Brazil’s players and fans creaking under expectation

Misfiring on the field, the pressure to perform on home soil is showing

 Brazilian players celebrate with goalkeeper Júlio César  after winning the penalty shoot-out in the  round of 16 match against  Chile at the Estadio Mineirao in Belo Horizonte. Photograph: Dennis Sabangan/EPA

Brazilian players celebrate with goalkeeper Júlio César after winning the penalty shoot-out in the round of 16 match against Chile at the Estadio Mineirao in Belo Horizonte. Photograph: Dennis Sabangan/EPA

 

Brazilians have a terrible weakness for redemptions stories and if there is one silver lining to their side’s unmerited victory over Chile yesterday it is that the penalty shoot-out provided one.

After his error helped dump Brazil out of the World Cup in South Africa there was widespread praise for the heroics of Brazil’s goalkeeper Júlio César, returned from the wilderness he was cast into four years ago. ‘Ave, Cesar’ saluted a relieved Lance! ‘Saint Júlio César’ canonised O Dia while O Globo admitted ‘Júlio César Saves Brazil’.

But no-one was fleeing from the reality of what was widely seen as a desperately disappointing display by Brazil. ‘Lots of Luck, Little Football’ summed up the front page of Agora.

“It got to the point where it was fair to say Chile had already won the game. All that was left to decide was who would take the slot in the quarter-final,” wrote Paulo Vinícius Coelho. “Brazil needs to rethink its style and get back to having a midfield. Or it will not get past the next round.”

His colleague at Folha Juca Kfouri wondered what was coming if Felipão did not end what is increasingly seen as his blind loyalty to certain players for the sake of the team. “It is not possible that Daniel Alves and Hulk and Fred cannot be substituted, this last one with a change of system, because Jô is not the solution for anything.”

Elsewhere there was concern that wearing the famous canary yellow shirt at home in a World Cup is beginning to weigh on the players.

Júlio César was in tears before the penalty shoot-out even started, saying he was emotional “after all the beautiful things my colleagues said to me”. It follows captain Thiago Silva almost breaking down in tears at the pre-match press conference on Friday and Neymar’s deep heaves during the national anthem in the game against Mexico.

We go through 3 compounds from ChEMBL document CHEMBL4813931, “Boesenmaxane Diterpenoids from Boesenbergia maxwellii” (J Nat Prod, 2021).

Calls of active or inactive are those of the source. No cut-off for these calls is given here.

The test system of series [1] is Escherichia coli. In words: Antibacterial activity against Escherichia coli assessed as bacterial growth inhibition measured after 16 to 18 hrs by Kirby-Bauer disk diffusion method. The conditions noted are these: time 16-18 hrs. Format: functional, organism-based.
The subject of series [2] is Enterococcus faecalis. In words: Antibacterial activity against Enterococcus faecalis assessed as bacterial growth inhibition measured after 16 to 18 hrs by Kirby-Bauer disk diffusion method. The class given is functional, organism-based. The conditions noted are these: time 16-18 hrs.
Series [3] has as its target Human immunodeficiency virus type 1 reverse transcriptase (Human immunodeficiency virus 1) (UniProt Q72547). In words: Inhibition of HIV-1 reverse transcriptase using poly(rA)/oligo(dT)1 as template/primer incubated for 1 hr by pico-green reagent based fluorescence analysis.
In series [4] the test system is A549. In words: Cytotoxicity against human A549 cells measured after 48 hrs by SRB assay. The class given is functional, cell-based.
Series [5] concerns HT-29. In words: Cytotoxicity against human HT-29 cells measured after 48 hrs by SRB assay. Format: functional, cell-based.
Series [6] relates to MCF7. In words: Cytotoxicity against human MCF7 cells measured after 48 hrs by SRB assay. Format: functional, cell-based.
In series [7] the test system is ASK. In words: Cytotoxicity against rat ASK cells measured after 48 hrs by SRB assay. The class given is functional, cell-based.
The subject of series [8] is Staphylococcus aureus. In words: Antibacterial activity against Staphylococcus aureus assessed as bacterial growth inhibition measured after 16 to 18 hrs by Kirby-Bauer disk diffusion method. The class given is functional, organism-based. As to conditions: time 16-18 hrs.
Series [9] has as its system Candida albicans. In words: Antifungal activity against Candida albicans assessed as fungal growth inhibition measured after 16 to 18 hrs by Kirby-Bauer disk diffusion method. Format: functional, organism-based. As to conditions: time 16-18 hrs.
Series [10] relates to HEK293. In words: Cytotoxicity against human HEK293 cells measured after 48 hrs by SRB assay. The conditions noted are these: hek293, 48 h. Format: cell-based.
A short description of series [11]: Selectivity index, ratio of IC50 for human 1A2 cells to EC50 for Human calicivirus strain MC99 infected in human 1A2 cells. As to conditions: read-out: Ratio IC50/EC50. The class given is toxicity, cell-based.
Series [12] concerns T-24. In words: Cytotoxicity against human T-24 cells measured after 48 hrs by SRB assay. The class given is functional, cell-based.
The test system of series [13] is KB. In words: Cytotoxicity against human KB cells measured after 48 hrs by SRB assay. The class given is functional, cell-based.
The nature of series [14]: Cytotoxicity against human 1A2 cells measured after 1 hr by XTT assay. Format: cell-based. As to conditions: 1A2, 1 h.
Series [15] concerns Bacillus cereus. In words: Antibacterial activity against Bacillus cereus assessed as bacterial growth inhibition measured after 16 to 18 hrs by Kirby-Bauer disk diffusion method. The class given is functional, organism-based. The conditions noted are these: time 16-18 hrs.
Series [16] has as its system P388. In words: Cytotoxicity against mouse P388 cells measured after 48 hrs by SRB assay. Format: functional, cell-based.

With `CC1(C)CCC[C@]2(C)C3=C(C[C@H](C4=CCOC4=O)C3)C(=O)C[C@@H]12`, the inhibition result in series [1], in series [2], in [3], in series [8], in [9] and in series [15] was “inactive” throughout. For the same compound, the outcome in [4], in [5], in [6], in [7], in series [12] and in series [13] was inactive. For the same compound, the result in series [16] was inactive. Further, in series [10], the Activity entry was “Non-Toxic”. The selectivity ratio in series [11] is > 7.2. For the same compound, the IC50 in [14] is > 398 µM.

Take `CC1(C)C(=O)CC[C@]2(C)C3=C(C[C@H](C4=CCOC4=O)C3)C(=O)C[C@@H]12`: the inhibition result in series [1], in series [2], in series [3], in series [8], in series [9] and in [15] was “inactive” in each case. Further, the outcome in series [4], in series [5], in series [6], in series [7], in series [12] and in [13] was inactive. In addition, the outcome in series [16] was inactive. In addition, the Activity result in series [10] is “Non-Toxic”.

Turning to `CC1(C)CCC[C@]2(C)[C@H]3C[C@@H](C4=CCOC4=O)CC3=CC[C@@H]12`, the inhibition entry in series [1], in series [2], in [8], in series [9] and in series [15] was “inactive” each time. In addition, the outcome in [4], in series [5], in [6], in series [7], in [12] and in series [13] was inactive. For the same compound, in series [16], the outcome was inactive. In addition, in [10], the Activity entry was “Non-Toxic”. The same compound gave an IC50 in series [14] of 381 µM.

“The expressions, physiognomy and reactions make clear – the seleção is cowering. Not so much because of the rivals. But because of the obsessive way the country deals with a World Cup,” writes Carlos Eduardo Mansur in his column in O Globo.

“The blame is the type of society we have become. Perhaps we are always in search of self-confirmation, in compensation for our frustrations. And we see in football the shortest route. Therefore we have decided that 23 sportsmen are exclusively responsible for the happiness of 200 million people. As if there was no tomorrow, as if the history of football ended with this Cup. Either we win at home or it will be a huge tragedy breaking out over us. Either these 23 players resolve this giant problem that society created, or they’ll be eternal villains. It is not fair.”

Further signs that it might all be getting to the Brazil squad were in evidence after the game when technical coordinator Carlos Alberto Parreira said after the game “there is a plot in the air against the Brazilian team. The possibility of a sixth title is making many people uncomfortable”.

But what is making most Brazilians uncomfortable right now is the increasingly shaky state on and off the field of their seleção.

The Irish Times Logo
Commenting on The Irish Times has changed. To comment you must now be an Irish Times subscriber.
SUBSCRIBE
GO BACK
Error Image
The account details entered are not currently associated with an Irish Times subscription. Please subscribe to sign in to comment.
Comment Sign In

Forgot password?
The Irish Times Logo
Thank you
You should receive instructions for resetting your password. When you have reset your password, you can Sign In.
The Irish Times Logo
Please choose a screen name. This name will appear beside any comments you post. Your screen name should follow the standards set out in our community standards.
Screen Name Selection

Hello

Please choose a screen name. This name will appear beside any comments you post. Your screen name should follow the standards set out in our community standards.

The Irish Times Logo
Commenting on The Irish Times has changed. To comment you must now be an Irish Times subscriber.
SUBSCRIBE
Forgot Password
Please enter your email address so we can send you a link to reset your password.

Sign In

Your Comments
We reserve the right to remove any content at any time from this Community, including without limitation if it violates the Community Standards. We ask that you report content that you in good faith believe violates the above rules by clicking the Flag link next to the offending comment or by filling out this form. New comments are only accepted for 3 days from the date of publication.